Cody’s Top Ten of 2021
This year I found myself optimistic as the film industry was, like most everything else, getting back to “normal.” Theaters prior to the pandemic were facing difficulty in staying relevant and finding innovative ways to keep seats filled. Heck, the most hype for movies in recent years could arguably be the AMC meme stock. But now, as we navigate life aside the pandemic, we are reminded again of the underlying fact that people love interaction with other humans and enjoy experiencing something together. Movies fall under this category and it was a major factor that weighed heavily on how I rated films this year. That personal human to human connection is something that simply can’t be beat. As the year went on more and more people, my friends included, returned to theaters and enjoyed one big blockbuster after another. We were able to laugh, to love, to cry, and every emotion in between. Best of all, we could finally experience all of this together again.
Evan’s Top 25 of 2021
As I contemplate this year in film, I find it difficult to contextualize against previous years. Streaming options have expanded with Paramount+ and Peacock joining the fray in earnest and the result has been a race for content, revivals of long dead properties and some truly awful movies. Undoubtedly my average film from 2021 has been worse than previous years, but as with the product of any 365 day period, this year has given us a lot of really special filmmaking.
Can good satire exist anymore? The common consensus is that the medium died years ago when Trump and other prominent real life targets of satirical work grew so ridiculous that they were the joke already. Shows like Saturday Night Live have no ideas other than mimicry to the point that they literally hired a comic (the very funny James Austin Johnson) most famous for his impersonations of the former president to just do impressions. If satire really did die when Trump descended that golden escalator, why does Adam McKay keep making films that ignore that reality?
Be careful what you wish for, it might just come true. This classic refrain is a central theme of Spider-Man: No Way Home, the final in Jon Watts and Tom Holland’s MCU trilogy. Unintended consequences is such an important piece that Steven Strange (Benedict Cumberbatch) even utters the line to Holland’s Peter Parker when the story tries to unravel. Beyond the screen though, it’s a warning for the fans who spent years desperately hoping for some of the things this film delivers.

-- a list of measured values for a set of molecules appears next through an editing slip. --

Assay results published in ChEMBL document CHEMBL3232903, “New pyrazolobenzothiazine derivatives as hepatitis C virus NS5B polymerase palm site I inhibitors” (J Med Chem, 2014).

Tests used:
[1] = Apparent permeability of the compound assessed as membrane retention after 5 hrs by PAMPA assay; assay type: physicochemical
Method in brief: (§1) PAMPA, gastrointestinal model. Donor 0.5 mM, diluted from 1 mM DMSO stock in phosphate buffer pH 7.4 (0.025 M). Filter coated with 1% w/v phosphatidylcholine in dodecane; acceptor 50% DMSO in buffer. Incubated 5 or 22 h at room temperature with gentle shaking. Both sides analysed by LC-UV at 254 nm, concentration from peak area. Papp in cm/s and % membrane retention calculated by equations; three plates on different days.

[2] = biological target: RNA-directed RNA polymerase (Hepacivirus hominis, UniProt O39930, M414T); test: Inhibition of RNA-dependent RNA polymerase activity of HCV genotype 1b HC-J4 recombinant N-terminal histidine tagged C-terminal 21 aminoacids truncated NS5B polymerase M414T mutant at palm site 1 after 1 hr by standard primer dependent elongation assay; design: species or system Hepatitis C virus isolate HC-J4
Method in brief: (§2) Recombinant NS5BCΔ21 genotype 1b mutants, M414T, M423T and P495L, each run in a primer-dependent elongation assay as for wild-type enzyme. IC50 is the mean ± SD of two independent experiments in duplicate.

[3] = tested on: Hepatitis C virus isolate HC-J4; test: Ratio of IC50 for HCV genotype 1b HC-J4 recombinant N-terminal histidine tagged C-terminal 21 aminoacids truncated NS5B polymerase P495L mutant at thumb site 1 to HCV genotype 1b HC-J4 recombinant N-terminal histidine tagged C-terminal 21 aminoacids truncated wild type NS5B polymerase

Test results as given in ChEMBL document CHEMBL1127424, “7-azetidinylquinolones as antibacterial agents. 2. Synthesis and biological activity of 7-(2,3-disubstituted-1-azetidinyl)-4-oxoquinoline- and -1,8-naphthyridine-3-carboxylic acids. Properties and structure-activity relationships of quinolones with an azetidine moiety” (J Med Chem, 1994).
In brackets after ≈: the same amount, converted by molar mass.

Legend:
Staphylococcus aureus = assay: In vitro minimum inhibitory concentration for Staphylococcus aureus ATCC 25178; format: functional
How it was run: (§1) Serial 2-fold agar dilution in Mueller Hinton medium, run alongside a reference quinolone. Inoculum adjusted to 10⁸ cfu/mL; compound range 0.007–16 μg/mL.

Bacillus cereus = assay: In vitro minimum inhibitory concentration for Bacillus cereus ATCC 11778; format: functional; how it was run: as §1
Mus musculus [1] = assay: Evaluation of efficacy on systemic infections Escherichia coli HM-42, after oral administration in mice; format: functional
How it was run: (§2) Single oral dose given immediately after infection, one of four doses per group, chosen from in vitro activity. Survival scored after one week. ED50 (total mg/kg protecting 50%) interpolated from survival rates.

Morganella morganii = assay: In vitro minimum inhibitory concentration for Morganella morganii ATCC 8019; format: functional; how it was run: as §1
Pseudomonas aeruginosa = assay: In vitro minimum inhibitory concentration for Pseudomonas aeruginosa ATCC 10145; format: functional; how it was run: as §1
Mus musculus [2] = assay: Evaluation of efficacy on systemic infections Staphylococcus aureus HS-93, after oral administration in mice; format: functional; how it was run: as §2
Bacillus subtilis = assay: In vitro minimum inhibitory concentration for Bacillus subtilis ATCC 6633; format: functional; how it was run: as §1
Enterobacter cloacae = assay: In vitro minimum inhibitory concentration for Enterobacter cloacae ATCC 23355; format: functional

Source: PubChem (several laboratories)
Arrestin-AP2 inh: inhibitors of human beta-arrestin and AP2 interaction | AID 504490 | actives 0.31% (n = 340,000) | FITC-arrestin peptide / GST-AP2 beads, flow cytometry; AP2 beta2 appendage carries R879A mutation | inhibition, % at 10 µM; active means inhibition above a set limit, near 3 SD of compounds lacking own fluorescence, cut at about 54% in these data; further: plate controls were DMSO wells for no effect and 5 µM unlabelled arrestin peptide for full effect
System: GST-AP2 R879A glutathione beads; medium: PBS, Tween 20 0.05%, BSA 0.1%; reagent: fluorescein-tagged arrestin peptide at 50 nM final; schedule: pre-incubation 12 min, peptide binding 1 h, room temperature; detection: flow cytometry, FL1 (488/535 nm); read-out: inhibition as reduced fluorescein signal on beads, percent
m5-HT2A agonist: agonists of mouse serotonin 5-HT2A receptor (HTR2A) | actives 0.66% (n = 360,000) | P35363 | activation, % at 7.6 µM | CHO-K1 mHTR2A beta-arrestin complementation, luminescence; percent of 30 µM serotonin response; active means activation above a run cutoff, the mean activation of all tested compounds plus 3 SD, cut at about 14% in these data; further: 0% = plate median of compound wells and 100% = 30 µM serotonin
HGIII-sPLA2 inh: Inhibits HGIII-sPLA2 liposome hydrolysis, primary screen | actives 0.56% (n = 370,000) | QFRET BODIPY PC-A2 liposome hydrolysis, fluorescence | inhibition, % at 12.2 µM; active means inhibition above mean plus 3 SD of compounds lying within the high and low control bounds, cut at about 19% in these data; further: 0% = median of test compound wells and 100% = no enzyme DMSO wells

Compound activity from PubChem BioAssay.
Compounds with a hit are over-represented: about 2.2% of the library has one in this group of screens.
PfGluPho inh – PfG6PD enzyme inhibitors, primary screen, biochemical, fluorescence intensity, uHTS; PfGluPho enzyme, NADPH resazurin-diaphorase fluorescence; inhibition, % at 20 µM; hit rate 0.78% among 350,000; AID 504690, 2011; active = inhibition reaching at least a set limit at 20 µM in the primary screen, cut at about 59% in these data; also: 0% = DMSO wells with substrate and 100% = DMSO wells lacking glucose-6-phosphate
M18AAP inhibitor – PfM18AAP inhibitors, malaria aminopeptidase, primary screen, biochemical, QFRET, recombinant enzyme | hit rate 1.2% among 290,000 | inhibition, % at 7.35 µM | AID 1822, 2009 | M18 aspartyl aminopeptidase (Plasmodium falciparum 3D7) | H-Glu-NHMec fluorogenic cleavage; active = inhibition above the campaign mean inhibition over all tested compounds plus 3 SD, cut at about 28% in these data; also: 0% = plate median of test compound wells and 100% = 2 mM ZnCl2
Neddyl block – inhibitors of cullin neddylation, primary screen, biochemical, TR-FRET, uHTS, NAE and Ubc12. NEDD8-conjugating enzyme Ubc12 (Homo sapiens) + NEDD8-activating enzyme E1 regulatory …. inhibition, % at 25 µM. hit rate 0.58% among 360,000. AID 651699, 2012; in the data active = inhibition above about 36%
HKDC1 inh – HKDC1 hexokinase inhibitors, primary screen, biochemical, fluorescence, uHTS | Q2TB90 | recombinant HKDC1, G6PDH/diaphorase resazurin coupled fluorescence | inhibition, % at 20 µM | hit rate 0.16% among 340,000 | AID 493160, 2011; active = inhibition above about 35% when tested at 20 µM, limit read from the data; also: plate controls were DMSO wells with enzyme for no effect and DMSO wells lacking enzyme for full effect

**MAJOR SPOILERS AHEAD FOR SPIDER-MAN: NO WAY HOME**
AFI Fest 2021: Red Rocket
Sean Baker has never had problems finding cinematic drama — and a deep well of empathy — in the lives of people on the brink. To large degrees, all of his films have revolved around well intentioned folks doing the best they can in the face of debilitating financial situations. Be it Sin-Dee (Kitana Rodriguez) and Alexandra (Mya Taylor) working the streets of LA or Halley (Bria Vinaite) doing sex work on the side to keep a roof over her daughter Moonee’s (Brooklynn Prince) head, Baker’s characters clearly hold his respect. Mikey Saber (Simon Rex), the central figure of Red Rocket, is a new type of lead for the director.
This past Monday was a momentous occasion, happy Spider-Monday to all those that celebrate. One of the most highly anticipated films since Covid arrived and shut down all social interaction, Spider-Man: No Way Home began selling pre-order tickets this week. The response was fervent. Would be cinema goers waited in hour long virtual queues to secure the right to purchase a seat, opportunistic scalpers listed their tickets online for astronomical prices, American audiences were clamoring for a big communal experience.
Tick… tick… Boom: Lin Manuel Miranda’s Best Work of the Year is Jonathan Larson’s Play
Lin Manuel Miranda is having himself a year. Now, that statement would be true in almost any year since he burst onto Broadway with In the Heights back in 2008, but it is especially so now. Just in 2021 alone Miranda has: produced a big screen adaptation of In the Heights, starred as a musically inclined kinkajou in Vivo, written original music for Disney’s Encanto and, most impressively of all, released one of the best movies of the year with tick... tick… BOOM, his directorial debut.
AFI Fest 2021: Petite Maman
Expectations are always high for a well regarded auteur, but they were especially lofty for Celine Sciamma following her revelatory 2019 film Portrait of a Lady on Fire. From Water Lillies to Girlhood, the French director has always had a piercing vision, but Portrait brought her the largest audience and most fervent acclaim of her illustrious career. So how did she choose to follow it up? With Petite Maman, a 72 minute fable about a young girl meeting her mother as a child, of course.
For decades film has told the stories of young people finding their way in the world to dazzling effect. There is something so universally relatable about those late teenage years where you feel like you’ve figured it all out and seeing it with the gift hindsight you realize that those answers wouldn’t come until much later. The hard truth is that coming of age doesn’t happen all at once and that next phase of life brings with it doubts, big decisions and so much more uncertainty. This is the phase of life examined in Joachim Trier’s The Worst Person in the World.
A tale as old as time, how much can true love transcend? Is it simply an intertwining of attractions or is love something more, something so inherent to our very being that we’ll find our way back to it under even the most dire of circumstances? These are questions Georgian filmmaker Alexandre Koberidze poses, if never really answering, in What Do We See When We Look at the Sky?